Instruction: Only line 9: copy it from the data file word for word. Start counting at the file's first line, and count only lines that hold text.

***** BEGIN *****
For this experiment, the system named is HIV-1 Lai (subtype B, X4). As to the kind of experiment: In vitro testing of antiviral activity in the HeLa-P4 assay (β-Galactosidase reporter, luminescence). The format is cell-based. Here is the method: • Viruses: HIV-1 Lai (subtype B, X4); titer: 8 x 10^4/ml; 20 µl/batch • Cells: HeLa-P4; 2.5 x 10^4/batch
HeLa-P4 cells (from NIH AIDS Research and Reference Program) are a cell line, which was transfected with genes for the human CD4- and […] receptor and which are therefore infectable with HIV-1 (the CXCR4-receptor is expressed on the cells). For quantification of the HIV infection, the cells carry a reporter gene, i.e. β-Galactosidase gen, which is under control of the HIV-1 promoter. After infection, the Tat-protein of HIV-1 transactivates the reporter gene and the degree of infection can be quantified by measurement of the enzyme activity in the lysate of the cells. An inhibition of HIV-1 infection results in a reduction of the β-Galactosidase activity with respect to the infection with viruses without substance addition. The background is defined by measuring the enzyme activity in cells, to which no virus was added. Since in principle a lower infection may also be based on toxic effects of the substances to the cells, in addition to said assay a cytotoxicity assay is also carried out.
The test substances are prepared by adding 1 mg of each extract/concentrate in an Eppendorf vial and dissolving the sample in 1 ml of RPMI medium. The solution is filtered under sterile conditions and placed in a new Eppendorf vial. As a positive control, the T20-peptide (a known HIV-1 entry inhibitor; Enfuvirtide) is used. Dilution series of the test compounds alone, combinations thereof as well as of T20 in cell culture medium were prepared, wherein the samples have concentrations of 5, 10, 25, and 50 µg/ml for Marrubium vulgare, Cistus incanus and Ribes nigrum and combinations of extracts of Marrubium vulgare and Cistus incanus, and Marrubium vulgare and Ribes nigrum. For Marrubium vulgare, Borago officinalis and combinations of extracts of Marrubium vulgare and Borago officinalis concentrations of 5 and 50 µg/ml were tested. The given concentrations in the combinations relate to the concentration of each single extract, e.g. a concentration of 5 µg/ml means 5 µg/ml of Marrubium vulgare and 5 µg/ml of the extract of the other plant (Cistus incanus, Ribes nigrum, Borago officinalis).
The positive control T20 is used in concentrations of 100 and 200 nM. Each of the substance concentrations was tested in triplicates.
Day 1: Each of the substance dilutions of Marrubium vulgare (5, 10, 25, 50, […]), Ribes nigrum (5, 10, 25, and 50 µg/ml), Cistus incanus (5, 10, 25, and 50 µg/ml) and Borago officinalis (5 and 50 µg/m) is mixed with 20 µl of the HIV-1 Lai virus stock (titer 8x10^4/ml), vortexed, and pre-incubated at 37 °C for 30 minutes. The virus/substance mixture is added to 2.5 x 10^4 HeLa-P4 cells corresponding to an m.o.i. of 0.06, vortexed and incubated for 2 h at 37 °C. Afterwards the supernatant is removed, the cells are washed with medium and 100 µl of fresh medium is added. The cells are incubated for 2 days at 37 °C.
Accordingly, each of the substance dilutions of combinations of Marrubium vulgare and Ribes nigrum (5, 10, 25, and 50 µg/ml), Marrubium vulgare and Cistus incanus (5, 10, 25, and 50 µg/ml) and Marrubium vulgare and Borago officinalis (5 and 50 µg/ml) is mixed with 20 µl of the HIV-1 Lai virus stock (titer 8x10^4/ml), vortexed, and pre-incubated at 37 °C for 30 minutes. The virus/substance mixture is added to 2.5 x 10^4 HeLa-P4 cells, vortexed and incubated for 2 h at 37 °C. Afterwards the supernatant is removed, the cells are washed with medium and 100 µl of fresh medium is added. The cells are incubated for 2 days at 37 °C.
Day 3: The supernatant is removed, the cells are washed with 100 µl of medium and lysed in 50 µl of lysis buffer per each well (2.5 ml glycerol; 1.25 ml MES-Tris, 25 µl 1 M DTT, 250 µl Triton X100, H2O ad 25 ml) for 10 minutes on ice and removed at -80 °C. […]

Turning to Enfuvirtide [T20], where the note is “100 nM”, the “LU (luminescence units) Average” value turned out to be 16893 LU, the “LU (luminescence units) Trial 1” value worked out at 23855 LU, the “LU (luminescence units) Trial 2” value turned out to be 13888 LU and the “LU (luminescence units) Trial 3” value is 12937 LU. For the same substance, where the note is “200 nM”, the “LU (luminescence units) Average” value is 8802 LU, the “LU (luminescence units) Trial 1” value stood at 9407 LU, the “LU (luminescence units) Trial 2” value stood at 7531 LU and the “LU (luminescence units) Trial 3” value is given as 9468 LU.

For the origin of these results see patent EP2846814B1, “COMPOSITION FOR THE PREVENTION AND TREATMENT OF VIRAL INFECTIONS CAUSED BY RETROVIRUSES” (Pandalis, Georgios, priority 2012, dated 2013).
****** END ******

For the origin of these results see patent EP2846814B1, “COMPOSITION FOR THE PREVENTION AND TREATMENT OF VIRAL INFECTIONS CAUSED BY RETROVIRUSES” (Pandalis, Georgios, priority 2012, dated 2013).